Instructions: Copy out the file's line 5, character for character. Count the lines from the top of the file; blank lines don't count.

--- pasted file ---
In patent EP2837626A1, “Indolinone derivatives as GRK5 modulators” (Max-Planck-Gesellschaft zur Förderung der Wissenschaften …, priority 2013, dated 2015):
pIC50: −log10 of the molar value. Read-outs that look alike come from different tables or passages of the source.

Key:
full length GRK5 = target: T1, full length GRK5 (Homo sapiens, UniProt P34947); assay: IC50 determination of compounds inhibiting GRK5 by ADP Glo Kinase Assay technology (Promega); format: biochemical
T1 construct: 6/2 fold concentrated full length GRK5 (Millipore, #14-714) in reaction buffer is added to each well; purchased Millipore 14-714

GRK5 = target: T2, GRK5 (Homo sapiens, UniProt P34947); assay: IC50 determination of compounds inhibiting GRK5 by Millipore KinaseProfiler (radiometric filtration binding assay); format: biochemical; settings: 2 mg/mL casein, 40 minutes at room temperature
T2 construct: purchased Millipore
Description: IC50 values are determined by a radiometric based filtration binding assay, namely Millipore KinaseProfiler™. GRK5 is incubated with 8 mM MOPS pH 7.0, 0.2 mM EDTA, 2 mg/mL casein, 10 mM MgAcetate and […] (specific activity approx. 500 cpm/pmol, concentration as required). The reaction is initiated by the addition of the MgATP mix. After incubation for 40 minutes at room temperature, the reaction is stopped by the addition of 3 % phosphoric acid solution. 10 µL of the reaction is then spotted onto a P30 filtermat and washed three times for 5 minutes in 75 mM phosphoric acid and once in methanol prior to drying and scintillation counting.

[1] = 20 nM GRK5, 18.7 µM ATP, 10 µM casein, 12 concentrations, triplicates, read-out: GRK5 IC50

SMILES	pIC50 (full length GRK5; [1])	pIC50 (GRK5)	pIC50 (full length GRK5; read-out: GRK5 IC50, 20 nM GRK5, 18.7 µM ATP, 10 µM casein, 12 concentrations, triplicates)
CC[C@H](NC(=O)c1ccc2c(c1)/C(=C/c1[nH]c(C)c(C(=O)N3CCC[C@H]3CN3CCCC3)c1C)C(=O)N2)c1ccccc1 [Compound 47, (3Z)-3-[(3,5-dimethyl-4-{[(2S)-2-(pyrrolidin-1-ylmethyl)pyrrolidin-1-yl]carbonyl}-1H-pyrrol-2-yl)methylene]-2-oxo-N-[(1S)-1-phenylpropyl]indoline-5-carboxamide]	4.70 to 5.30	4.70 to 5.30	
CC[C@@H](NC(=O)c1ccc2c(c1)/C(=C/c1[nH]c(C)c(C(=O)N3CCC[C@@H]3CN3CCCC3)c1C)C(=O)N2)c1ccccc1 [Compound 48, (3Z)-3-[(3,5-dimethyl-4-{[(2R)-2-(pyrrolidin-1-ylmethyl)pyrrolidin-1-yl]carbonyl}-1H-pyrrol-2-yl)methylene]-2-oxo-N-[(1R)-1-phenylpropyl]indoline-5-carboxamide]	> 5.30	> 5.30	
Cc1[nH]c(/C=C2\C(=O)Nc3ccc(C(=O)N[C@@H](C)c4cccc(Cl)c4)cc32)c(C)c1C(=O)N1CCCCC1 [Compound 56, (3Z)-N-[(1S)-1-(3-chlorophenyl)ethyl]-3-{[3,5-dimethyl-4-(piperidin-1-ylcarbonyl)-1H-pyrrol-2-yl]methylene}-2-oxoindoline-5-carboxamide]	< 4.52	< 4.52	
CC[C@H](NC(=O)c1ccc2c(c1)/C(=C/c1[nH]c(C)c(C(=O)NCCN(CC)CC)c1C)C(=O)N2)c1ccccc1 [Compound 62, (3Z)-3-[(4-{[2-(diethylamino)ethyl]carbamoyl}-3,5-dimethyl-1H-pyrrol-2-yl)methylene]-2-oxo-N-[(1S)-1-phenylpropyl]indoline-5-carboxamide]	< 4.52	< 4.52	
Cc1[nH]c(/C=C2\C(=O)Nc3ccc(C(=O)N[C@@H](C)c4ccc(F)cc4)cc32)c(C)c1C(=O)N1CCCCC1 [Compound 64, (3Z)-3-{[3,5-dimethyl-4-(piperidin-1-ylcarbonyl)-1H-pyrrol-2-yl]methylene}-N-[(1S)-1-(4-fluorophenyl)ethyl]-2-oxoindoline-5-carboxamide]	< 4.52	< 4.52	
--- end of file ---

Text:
T1 construct: 6/2 fold concentrated full length GRK5 (Millipore, #14-714) in reaction buffer is added to each well; purchased Millipore 14-714